…i don’t recall taking pleasure in spoiling my cousin’s christmas in 196_, at least not at first, although after his tears had subsided, no doubt assuaged by the mountain of gifts set before him by his doting parents, it may have come to me that speaking the truth may have unintended consequences — some that you can control and others that you cannot; you just need to remember to assess the risk/benefit factors before opening your mouth which is not always easy at any age (i speak from experience.)

banished by grown-ups to the rec room in the basement (or bored by the grown-ups we retreated to the rec room on our own) on christmas eve, he and i, never close to begin with, stood facing each other across the pool/ping-pong/foosball/game table and not knowing what else to say, but feeling pressure to say something, i blurted out, “you know, there is no santa claus.”

i stood there and watched as his face crumpled, his eyes welled up with tears, and a wail of disbelief left his lips, but by this time, just seconds after speaking the truth, my ears were burning and humming with blood, drowning out any sounds–watching him in pantomime then as he ran up the short flight of stairs from basement to foyer and up again to the living room (split-levels, you do remember them, don’t you?), the deep pile of sculpted carpeting like quicksand, all of this in slow motion, me following to see what would happen.

if only there were more to tell.  all i know for sure is that evening a shift in our relationship occurred and although we were cousins born the same year just two days apart, living in the same small town, we never really ever were friends.


labor day (& lists)

have you ever really considered labor day anything other than a mark on the calendar?  it is the end of one section of time & the beginning of another.  for children & their parents, it denotes the end of summer vacation & the beginning of the school year (mostly); for the rest of us, it’s the last long weekend of good weather (mostly) before the winter holidays drop by for their yearly visit (welcome or not.)

some cities celebrate labor day with a parade, others ignore it completely.  labor unions may mount a sit-in, a demonstration of some sort against the inequities of the rich vs. the poor.   this event may be covered by the local t.v. news organization, but half-heartedly & without the passion they reserve for the latest celebrity imbroglio.

rarely do the people who actually labor for a living have the day off (maids/day laborers/gardeners, you know, the help.  i don’t know that labor day will actually ever mean what it did when it was enacted as a federal holiday in 1894 (whatever its meaning was then, you know, though, just as it would be today, its enactment as a holiday was politically motivated.) <sigh>  we are witness to the disengagement of the populace.  it’s true, no one cares ( there are those poor white folk who are feeling a tad disenfranchised these days; their institutional bigotry pinching their narrow-mindedness like a badly made shoe.)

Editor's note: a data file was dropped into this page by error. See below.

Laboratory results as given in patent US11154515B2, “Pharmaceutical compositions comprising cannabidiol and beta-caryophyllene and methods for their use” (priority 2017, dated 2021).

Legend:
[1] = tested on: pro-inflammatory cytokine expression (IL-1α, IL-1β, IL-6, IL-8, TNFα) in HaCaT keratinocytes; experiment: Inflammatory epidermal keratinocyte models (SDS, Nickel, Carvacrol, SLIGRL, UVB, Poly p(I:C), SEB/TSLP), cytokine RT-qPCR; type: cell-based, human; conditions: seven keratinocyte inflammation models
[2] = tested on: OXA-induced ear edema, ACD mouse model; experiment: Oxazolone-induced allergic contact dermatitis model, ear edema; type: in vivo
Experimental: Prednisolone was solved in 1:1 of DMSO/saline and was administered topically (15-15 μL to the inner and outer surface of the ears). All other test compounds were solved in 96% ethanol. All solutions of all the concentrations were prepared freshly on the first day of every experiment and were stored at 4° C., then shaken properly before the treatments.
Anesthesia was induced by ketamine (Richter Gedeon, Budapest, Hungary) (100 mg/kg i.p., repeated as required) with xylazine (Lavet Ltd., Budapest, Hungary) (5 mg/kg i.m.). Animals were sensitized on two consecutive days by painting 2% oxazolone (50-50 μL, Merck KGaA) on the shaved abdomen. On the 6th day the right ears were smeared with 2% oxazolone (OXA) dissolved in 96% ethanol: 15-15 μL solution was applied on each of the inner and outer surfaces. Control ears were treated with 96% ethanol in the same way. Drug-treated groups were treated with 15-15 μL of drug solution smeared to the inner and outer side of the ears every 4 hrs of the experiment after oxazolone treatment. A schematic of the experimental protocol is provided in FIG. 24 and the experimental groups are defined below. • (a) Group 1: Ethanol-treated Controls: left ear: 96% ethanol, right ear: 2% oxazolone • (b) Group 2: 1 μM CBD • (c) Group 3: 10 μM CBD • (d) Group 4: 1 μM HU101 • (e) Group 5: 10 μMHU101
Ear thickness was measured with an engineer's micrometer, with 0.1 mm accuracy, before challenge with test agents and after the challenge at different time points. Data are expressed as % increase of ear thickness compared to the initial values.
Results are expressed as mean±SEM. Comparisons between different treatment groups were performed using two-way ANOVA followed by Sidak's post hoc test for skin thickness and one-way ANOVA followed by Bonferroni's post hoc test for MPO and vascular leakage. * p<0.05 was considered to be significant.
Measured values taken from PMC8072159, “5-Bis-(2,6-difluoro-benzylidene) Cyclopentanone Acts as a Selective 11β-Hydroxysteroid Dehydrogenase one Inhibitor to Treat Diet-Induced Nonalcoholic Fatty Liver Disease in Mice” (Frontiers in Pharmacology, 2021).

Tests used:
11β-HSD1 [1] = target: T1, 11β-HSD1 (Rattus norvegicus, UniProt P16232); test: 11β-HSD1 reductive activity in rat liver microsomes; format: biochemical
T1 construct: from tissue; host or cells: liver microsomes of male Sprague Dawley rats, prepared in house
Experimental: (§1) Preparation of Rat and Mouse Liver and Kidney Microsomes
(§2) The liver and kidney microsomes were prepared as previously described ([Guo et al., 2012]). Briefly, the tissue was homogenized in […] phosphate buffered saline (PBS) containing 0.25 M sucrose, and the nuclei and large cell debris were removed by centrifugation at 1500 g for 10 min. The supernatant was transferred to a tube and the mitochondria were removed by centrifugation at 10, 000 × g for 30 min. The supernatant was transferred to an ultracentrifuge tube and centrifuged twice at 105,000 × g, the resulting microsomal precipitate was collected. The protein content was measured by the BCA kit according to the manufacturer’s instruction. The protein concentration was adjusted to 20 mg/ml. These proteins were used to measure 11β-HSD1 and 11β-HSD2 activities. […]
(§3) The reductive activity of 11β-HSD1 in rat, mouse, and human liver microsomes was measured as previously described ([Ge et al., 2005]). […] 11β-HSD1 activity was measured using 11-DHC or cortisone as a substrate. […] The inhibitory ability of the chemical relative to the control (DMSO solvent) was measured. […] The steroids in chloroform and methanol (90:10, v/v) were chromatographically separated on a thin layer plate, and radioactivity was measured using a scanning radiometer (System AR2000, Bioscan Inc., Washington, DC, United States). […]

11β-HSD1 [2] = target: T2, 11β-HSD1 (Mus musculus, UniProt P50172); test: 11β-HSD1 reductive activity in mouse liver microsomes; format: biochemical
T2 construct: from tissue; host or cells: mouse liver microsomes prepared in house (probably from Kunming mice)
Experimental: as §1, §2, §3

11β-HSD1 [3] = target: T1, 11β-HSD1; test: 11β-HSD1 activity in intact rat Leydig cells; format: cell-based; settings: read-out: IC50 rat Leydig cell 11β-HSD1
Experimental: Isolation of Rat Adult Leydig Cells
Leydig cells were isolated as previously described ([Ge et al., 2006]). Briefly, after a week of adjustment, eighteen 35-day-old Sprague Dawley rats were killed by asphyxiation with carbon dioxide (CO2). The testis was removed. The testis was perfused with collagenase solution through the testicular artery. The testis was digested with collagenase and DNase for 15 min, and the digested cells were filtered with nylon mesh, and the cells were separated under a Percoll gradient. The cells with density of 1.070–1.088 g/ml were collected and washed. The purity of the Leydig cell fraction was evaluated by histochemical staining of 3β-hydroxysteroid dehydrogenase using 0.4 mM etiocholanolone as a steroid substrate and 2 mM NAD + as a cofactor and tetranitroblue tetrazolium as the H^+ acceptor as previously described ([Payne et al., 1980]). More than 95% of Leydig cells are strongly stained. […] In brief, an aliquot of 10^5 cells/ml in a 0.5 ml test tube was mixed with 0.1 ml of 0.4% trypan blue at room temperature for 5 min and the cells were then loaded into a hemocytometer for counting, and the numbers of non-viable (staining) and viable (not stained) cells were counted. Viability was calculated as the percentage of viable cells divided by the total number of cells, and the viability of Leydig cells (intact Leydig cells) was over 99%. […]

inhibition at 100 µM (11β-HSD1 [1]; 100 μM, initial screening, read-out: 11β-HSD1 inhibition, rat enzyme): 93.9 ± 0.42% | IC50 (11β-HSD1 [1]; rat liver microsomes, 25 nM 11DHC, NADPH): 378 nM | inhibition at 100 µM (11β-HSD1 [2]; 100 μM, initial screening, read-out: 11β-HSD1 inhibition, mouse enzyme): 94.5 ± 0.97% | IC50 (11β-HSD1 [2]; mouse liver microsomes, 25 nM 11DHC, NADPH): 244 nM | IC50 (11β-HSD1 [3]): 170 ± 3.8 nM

but it’s labor day & we should celebrate (hallmark, are you listening?  i’m waiting to see that first labor day greeting card, then it will be official.)

we’re getting close to ‘list season’, the time of year when all publications & media outlets along with their writers, critics, essayists (are there any left?) & pundits all contribute their ‘best of’ lists (like used tissue when you have a cold.)

i’ve never been very good at making lists of favorites & i’m not sure why.   it could be that i can’t remember everything that i’ve ever read, seen, or heard (the arts are notorious for their lists, aren’t they?), at least on cue.

it’s much more pleasing to me for a memory of a favorite to bubble up unbidden, such as this morning’s memory of labelle performing their hit ‘lady marmalade’ which i would consider one of my all-time favorite albums, but would’ve probably not remembered it if i had been making  a list.

how could i ever make a list of authors?  just now, at lunch, i was reading about a new book of letters between author james salter & critic robert phelps that’s just been published; salter is one of my favorite authors, but i hadn’t thought of him in ages.

oh, it’s easy to come up with a quick list: cormac mccarthy, henry james, p.d. james, nadine gordimer & lawrence durrell, lawrence, d.h., & tolstoy, rushdie & marquez (gabriel garcia-) but my god, how could i even consider that complete (don’t forget thomas hardy!)  & that’s just the novelists, what about the poets?  & how could i possibly rank them?  yes, i might be able to say that a few have given me greater pleasure (if the number of their works i’ve read were the benchmark,) but to place a #1 or #2 or a #10 next to their names would be very painful indeed.

and that’s just the written word.  forget movies & music, how could you even start?   it’s just too much work (for labor day.)



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© Robert Patrick, and Cultivar, 2008-2013. Unauthorized use and/or duplication of this material without express and written permission from this blog’s author and/or owner is strictly prohibited. Excerpts, photographs and links may be used, provided that full and clear credit is given to Robert Patrick and Cultivar with appropriate and specific direction to the original content.